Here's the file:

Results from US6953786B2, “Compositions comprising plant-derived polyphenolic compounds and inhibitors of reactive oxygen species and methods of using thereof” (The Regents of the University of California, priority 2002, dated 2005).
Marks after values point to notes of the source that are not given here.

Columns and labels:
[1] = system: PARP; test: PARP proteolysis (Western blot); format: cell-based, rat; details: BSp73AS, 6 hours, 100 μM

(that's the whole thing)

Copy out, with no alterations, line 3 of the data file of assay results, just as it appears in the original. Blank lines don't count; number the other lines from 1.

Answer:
Columns and labels: